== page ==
Up to 175 asylum-seekers from the direct provision centre in Athlone have strongly complained about the care they’re receiving.
They’ve told the Department of Justice that sometimes people get sick, suffer diarrhoea or need hospital care because of the quality of food at the facility
In correspondence released under the Freedom of Information Act, they are also unhappy the treatment they receive from staff and management and their weekly allowance of €19.10.
There are 252 residents in Athlone’s direct-provision centre at Lissywollen.
In July, residents of about 50 of the 100 mobile homes on site wrote a letter of complaint to the Reception and Integration Agency, a division of the Department of Justice, in which they outline longstanding concerns about the food quality.
They claim that sometimes residents get sick or suffer from diarrhoea once when consume food cooked from the kitchen, which they request be closed.
They also claim children sometimes require hospital care because of the spicy food that’s provided and babies vomit because of their meals.
They complain about their weekly allowance of €19.10, saying it’s not enough to provide food that they can prepare themselves and cook in their ‘caravans’.
The residents claim the laundry machines don’t have soap most of the time and they’re expected to buy it from their small allowance.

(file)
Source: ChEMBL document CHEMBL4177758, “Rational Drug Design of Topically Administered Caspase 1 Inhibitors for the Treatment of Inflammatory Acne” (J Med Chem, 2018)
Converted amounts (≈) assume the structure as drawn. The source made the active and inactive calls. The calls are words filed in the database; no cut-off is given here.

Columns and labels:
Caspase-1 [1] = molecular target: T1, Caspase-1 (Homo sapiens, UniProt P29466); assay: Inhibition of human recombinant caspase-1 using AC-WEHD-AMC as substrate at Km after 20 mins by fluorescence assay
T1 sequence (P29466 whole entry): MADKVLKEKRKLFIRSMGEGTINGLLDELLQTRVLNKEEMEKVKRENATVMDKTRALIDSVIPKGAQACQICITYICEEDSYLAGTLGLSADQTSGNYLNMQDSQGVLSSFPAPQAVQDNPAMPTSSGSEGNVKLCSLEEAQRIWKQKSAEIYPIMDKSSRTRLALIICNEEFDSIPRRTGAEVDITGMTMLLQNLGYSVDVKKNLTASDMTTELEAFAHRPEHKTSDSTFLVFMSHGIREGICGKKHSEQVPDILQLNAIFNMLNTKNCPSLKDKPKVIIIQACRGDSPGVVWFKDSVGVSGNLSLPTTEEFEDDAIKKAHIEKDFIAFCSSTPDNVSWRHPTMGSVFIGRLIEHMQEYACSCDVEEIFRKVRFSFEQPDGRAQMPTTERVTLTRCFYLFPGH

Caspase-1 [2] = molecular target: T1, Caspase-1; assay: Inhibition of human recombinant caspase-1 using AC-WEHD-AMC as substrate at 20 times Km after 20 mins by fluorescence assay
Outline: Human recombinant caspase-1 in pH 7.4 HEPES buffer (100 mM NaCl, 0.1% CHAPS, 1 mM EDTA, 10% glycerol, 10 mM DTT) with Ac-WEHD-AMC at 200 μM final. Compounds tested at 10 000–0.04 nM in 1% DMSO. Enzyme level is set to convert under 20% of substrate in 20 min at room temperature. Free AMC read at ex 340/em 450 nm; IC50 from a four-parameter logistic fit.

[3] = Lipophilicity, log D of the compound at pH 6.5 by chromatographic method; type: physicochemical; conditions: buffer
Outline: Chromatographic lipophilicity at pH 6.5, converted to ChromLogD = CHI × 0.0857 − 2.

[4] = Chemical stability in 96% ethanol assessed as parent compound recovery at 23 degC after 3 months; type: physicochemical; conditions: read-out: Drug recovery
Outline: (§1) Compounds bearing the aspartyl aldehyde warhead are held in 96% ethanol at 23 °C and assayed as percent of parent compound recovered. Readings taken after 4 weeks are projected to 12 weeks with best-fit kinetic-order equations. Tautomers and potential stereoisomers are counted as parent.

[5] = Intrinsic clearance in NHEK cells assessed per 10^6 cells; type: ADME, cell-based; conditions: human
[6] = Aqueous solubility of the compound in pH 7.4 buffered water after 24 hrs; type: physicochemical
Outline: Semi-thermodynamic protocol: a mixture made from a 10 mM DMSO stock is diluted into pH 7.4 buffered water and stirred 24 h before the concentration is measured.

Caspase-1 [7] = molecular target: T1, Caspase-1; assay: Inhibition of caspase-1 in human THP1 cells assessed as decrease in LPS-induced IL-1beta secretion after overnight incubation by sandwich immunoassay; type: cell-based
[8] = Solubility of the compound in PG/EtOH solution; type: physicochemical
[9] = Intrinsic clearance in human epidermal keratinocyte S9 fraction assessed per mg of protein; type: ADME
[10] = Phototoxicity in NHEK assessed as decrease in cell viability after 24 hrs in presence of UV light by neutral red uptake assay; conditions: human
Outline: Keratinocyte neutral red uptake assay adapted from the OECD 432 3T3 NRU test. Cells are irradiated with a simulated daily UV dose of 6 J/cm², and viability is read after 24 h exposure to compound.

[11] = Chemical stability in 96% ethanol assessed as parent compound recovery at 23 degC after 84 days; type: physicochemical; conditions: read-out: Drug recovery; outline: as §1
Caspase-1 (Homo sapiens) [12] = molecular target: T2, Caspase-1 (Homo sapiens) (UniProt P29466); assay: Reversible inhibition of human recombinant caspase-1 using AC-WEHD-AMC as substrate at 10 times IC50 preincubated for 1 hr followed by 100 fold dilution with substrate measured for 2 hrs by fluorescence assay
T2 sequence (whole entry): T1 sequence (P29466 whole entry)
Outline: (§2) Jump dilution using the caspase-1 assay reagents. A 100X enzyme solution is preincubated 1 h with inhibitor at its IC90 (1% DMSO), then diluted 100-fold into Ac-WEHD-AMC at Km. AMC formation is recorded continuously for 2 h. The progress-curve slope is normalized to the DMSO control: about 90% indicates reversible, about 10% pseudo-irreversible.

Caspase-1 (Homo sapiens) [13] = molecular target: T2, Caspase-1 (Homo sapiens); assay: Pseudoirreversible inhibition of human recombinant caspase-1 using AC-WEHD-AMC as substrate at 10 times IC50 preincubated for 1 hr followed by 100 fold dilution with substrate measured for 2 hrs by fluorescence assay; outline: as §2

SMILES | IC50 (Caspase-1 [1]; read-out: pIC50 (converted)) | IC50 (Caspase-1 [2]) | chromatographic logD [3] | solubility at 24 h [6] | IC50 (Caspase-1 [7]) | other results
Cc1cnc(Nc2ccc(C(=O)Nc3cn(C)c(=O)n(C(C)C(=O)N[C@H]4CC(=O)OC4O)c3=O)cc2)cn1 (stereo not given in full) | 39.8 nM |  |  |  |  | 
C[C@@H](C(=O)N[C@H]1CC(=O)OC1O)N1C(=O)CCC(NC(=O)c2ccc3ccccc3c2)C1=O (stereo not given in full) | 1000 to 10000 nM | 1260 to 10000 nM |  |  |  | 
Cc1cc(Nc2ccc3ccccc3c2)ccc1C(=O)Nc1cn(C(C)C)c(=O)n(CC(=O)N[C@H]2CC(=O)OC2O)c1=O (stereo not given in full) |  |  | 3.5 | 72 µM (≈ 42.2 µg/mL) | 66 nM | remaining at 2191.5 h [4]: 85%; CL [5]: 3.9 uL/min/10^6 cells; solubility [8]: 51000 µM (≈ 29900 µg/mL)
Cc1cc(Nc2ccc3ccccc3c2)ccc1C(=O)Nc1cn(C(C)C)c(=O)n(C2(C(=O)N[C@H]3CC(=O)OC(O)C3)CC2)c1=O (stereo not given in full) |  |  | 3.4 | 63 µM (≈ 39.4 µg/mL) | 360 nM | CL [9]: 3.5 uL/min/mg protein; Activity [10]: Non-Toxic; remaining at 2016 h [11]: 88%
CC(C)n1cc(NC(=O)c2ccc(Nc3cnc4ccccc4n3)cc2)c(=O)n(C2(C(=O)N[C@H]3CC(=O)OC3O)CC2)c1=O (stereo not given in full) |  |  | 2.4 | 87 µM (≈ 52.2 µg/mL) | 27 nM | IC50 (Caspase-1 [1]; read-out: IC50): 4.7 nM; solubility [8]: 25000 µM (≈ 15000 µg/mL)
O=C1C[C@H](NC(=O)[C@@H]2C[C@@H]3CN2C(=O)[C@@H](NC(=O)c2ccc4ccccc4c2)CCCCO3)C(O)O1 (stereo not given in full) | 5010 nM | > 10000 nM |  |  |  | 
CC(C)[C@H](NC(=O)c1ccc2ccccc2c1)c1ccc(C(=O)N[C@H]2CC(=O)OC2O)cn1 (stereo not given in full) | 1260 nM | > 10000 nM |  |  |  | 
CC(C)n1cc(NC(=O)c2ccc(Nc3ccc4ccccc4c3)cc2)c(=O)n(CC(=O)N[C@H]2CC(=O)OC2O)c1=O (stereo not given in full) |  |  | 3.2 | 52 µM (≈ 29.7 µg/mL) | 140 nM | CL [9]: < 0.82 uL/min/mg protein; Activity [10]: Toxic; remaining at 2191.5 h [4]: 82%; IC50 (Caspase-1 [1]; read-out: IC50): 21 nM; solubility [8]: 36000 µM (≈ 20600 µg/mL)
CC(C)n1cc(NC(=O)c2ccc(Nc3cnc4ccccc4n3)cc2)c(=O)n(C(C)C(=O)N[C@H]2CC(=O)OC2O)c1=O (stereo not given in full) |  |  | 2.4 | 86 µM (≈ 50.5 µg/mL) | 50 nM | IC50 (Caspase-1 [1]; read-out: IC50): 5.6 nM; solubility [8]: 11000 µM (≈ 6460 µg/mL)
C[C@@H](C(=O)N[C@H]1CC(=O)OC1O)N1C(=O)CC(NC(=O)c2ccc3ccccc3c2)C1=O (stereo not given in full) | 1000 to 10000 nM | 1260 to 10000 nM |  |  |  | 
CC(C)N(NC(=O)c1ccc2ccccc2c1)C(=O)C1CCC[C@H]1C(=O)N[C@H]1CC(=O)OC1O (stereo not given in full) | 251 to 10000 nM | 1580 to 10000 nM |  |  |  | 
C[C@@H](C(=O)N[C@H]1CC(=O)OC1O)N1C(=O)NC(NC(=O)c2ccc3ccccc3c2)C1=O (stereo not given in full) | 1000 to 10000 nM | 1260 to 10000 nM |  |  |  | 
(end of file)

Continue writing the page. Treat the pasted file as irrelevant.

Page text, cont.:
They allege the shampoo they are given gives them allergies and skin rashes.
The residents claim their concerns have been raised several times with local management, but aren’t taken seriously.
They also allege they sometimes receive ‘unfair and rude’ treatment from staff and management and plead to be ‘treated and respected like human beings’.
They allege they suffer ‘intimidation and humiliation’ every time they try to make a request.
In response, the Reception and Integration Agency claims no complaints have been received by local management about illness as a result of food from the kitchen, which adheres to all guidelines in relation to health and safety.
It also claims no complaints had been received about unfair treatment from staff or management.
The department says it takes the wellbeing of residents very seriously and affords the highest priority to the safeguarding and protection of children.